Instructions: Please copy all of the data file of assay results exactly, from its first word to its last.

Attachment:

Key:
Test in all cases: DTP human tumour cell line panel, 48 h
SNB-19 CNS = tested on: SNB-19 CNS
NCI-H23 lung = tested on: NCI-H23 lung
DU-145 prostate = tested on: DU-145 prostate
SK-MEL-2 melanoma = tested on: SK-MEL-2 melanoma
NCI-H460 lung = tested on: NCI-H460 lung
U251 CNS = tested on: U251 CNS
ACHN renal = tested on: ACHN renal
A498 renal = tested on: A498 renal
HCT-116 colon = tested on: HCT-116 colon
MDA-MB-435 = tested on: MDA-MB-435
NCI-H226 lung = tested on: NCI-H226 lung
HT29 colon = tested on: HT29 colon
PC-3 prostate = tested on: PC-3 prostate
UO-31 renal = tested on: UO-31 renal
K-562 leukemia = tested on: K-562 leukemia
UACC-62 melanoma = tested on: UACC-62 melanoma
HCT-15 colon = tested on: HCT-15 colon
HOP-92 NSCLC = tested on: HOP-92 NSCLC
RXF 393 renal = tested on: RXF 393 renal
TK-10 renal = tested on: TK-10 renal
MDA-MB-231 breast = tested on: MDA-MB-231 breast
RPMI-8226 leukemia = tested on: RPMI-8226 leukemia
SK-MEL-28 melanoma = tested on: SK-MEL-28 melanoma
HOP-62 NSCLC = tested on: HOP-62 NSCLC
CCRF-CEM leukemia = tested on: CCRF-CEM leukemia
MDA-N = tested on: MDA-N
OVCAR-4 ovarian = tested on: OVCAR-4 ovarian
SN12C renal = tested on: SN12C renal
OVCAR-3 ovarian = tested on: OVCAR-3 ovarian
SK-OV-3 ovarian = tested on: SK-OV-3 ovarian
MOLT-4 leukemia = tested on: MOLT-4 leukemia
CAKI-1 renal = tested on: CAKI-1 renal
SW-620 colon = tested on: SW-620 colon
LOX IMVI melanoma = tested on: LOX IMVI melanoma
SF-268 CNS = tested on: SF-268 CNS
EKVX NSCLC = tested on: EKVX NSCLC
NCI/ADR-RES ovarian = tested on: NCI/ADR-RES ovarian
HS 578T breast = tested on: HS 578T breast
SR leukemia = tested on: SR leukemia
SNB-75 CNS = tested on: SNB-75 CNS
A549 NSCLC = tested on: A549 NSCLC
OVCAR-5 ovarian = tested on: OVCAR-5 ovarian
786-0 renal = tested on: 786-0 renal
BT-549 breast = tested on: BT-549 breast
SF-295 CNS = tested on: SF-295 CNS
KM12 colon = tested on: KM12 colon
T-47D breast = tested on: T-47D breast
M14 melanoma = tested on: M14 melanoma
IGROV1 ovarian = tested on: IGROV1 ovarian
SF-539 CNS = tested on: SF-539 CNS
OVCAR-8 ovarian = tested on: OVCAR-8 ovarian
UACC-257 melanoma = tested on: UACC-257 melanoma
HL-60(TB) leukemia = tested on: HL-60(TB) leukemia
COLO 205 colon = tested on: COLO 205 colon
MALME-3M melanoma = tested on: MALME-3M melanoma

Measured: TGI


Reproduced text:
Key:
Test in all cases: DTP human tumour cell line panel, 48 h
SNB-19 CNS = tested on: SNB-19 CNS
NCI-H23 lung = tested on: NCI-H23 lung
DU-145 prostate = tested on: DU-145 prostate
SK-MEL-2 melanoma = tested on: SK-MEL-2 melanoma
NCI-H460 lung = tested on: NCI-H460 lung
U251 CNS = tested on: U251 CNS
ACHN renal = tested on: ACHN renal
A498 renal = tested on: A498 renal
HCT-116 colon = tested on: HCT-116 colon
MDA-MB-435 = tested on: MDA-MB-435
NCI-H226 lung = tested on: NCI-H226 lung
HT29 colon = tested on: HT29 colon
PC-3 prostate = tested on: PC-3 prostate
UO-31 renal = tested on: UO-31 renal
K-562 leukemia = tested on: K-562 leukemia
UACC-62 melanoma = tested on: UACC-62 melanoma
HCT-15 colon = tested on: HCT-15 colon
HOP-92 NSCLC = tested on: HOP-92 NSCLC
RXF 393 renal = tested on: RXF 393 renal
TK-10 renal = tested on: TK-10 renal
MDA-MB-231 breast = tested on: MDA-MB-231 breast
RPMI-8226 leukemia = tested on: RPMI-8226 leukemia
SK-MEL-28 melanoma = tested on: SK-MEL-28 melanoma
HOP-62 NSCLC = tested on: HOP-62 NSCLC
CCRF-CEM leukemia = tested on: CCRF-CEM leukemia
MDA-N = tested on: MDA-N
OVCAR-4 ovarian = tested on: OVCAR-4 ovarian
SN12C renal = tested on: SN12C renal
OVCAR-3 ovarian = tested on: OVCAR-3 ovarian
SK-OV-3 ovarian = tested on: SK-OV-3 ovarian
MOLT-4 leukemia = tested on: MOLT-4 leukemia
CAKI-1 renal = tested on: CAKI-1 renal
SW-620 colon = tested on: SW-620 colon
LOX IMVI melanoma = tested on: LOX IMVI melanoma
SF-268 CNS = tested on: SF-268 CNS
EKVX NSCLC = tested on: EKVX NSCLC
NCI/ADR-RES ovarian = tested on: NCI/ADR-RES ovarian
HS 578T breast = tested on: HS 578T breast
SR leukemia = tested on: SR leukemia
SNB-75 CNS = tested on: SNB-75 CNS
A549 NSCLC = tested on: A549 NSCLC
OVCAR-5 ovarian = tested on: OVCAR-5 ovarian
786-0 renal = tested on: 786-0 renal
BT-549 breast = tested on: BT-549 breast
SF-295 CNS = tested on: SF-295 CNS
KM12 colon = tested on: KM12 colon
T-47D breast = tested on: T-47D breast
M14 melanoma = tested on: M14 melanoma
IGROV1 ovarian = tested on: IGROV1 ovarian
SF-539 CNS = tested on: SF-539 CNS
OVCAR-8 ovarian = tested on: OVCAR-8 ovarian
UACC-257 melanoma = tested on: UACC-257 melanoma
HL-60(TB) leukemia = tested on: HL-60(TB) leukemia
COLO 205 colon = tested on: COLO 205 colon
MALME-3M melanoma = tested on: MALME-3M melanoma

Measured: TGI